The long haul: Providing long-term support for open source

I think Steven J. Vaughan-Nichols may just have a point in his latest column.
Written by Joe Brockmeier, Contributor

I think Steven J. Vaughan-Nichols may just have a point in his latest column. Vaughan-Nichols writes that, if open source folks want businesses to adopt their software, they need to be able to support software for the long haul: "programs that not only work well, but will still be fully supported five years down the road."

While there's immense focus on new features and improving software, open source projects should never lose sight of the simple fact: Upgrades are often painful. I see this every day, users who are having to migrate away from older control panels and old versions of Red Hat Linux to newer versions of Red Hat or Fedora -- which also means newer (and, let's not forget, often incompatible) versions of PHP, MySQL, Apache and so forth. Sure, with a few tweaks here and there, older PHP apps can be tuned for newer versions of PHP. A few adjustments and you can import your MySQL database that you dumped from MySQL 3.x to MySQL 4.x.

But, there's another point in there as well, which Vaughan-Nichols does not emphasize. He points out, "After all, Progeny Linux Systems is doing just fine by supporting the earlier revs of Red Hat." Indeed, Ian Murdock and crew are making a living providing support for software that has been "end of lifed." Companies that invest in open source are not left completely high-and-dry -- unlike the companies that have invested in Visual Basic 6 or other proprietary solutions that are put out to pasture.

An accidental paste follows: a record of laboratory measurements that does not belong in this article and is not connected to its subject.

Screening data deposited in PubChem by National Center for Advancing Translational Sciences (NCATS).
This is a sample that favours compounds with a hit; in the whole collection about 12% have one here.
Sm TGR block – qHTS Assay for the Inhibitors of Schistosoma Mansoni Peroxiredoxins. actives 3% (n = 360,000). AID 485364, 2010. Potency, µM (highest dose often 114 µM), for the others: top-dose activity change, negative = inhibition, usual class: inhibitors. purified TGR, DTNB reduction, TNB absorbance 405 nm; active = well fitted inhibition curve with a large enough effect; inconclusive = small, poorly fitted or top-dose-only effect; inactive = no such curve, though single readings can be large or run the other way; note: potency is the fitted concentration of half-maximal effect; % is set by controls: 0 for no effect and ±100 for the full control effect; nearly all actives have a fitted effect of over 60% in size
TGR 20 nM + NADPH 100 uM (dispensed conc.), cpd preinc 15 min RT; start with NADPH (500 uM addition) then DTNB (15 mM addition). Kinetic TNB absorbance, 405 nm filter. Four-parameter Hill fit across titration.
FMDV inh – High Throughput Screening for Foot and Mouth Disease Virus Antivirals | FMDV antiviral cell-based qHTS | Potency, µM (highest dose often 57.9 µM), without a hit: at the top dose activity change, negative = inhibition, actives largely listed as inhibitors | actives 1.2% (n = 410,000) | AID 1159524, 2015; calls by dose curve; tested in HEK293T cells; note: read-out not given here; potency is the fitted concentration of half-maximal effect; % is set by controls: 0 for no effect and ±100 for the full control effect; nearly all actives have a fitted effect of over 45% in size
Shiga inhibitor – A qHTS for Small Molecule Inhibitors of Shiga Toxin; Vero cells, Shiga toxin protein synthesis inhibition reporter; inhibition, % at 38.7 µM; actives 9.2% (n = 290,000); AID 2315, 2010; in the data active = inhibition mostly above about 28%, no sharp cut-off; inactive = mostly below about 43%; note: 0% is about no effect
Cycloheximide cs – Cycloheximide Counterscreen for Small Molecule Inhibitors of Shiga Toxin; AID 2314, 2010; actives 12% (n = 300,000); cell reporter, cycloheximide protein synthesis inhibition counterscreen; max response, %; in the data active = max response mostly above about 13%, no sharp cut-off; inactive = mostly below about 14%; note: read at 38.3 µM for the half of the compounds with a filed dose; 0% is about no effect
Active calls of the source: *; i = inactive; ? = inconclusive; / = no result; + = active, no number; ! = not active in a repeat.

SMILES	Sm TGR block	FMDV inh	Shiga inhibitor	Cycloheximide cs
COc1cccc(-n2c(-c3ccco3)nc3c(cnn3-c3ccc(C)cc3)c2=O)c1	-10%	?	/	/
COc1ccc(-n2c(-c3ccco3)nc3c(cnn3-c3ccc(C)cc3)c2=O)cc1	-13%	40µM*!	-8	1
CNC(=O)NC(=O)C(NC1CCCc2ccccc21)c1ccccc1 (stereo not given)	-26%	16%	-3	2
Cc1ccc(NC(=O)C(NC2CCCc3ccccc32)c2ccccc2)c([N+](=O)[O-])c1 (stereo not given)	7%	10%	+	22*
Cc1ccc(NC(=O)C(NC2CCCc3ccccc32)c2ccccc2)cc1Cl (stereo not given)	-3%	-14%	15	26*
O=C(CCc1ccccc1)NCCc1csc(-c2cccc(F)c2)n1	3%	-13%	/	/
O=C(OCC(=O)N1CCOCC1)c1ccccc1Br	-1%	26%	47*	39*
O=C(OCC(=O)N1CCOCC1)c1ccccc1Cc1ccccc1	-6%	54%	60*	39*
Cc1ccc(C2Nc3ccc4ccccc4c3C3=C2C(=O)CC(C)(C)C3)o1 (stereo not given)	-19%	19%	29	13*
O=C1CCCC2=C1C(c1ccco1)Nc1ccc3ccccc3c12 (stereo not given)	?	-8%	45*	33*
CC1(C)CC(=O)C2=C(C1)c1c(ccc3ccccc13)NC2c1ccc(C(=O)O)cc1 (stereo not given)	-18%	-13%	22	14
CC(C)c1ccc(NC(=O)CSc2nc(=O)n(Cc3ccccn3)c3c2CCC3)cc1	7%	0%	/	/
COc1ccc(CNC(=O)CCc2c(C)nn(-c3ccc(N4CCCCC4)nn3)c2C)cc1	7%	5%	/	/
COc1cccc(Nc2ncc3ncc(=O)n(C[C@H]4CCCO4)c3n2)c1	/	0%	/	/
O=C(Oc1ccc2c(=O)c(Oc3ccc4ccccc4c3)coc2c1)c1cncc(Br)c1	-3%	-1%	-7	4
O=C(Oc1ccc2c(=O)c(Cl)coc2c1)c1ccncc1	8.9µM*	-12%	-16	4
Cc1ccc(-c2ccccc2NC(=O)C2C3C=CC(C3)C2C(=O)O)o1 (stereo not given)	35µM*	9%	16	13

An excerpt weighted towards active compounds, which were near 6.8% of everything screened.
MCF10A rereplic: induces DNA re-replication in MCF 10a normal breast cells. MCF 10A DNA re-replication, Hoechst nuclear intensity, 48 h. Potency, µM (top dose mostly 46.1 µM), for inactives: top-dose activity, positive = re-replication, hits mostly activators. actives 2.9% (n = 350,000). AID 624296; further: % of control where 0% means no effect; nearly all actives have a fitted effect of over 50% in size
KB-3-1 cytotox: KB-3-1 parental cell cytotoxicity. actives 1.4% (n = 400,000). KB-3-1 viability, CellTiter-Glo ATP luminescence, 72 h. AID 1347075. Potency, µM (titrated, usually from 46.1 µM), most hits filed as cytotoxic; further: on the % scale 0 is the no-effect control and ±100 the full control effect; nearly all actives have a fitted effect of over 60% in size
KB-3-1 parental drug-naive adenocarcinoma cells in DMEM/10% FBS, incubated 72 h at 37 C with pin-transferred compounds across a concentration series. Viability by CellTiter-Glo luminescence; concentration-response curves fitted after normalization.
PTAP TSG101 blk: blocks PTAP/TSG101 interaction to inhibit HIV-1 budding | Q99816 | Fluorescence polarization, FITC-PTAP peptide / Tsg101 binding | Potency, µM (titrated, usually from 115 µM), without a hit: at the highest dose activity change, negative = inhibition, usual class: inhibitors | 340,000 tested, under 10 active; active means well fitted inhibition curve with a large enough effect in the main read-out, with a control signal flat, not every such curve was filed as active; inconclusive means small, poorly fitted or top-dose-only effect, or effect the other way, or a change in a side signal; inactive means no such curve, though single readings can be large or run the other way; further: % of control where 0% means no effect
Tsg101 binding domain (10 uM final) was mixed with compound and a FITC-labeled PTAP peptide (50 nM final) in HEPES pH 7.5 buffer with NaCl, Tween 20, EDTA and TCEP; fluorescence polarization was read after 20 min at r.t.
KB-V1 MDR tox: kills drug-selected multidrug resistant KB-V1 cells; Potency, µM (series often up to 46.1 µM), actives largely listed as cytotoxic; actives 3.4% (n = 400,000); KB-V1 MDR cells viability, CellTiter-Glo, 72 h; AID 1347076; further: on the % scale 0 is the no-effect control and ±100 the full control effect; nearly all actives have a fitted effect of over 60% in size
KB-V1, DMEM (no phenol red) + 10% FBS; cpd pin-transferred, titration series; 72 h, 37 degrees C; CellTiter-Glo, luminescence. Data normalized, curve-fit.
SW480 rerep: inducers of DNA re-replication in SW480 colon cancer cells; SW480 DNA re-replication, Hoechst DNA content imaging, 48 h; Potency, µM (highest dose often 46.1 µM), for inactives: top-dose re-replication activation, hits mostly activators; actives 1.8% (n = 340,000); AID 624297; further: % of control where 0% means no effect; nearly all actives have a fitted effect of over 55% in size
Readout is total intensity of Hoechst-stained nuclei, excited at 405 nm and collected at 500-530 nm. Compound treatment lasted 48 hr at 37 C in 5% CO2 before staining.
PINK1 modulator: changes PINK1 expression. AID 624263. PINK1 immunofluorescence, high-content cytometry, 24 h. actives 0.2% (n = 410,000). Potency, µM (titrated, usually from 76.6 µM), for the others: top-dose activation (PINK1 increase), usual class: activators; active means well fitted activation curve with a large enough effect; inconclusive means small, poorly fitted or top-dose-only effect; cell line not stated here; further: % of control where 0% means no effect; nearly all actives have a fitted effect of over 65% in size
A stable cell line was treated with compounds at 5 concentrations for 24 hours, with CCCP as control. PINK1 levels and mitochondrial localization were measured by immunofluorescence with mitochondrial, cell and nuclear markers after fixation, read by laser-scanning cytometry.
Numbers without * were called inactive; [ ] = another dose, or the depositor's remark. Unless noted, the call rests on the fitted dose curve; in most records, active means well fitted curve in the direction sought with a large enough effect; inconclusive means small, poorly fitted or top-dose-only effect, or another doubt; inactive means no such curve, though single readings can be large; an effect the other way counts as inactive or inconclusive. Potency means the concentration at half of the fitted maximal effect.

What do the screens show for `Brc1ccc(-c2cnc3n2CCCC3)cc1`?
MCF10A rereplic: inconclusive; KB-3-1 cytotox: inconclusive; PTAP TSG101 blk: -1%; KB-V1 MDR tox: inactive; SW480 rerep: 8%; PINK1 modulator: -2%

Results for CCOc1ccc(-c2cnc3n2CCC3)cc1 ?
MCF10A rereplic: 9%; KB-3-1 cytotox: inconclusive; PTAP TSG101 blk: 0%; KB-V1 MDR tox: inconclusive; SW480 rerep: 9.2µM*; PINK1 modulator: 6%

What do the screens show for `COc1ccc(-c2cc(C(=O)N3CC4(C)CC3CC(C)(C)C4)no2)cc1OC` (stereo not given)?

If your business depends on open source software, you at least have the option of going to a company like Progeny Linux Systems to buy additional support. With proprietary software, "end of life" really does mean end of life. Open source means being able to do it yourself, which is a much more attractive option for organizations that do not wish to be subject to arbitrary cut-off dates that exist only because a vendor wishes to force another round of upgrades to boost the bottom line.

Open source also means opportunity for sharp cookies like Murdock who know a good (admittedly niche) market when they see it.

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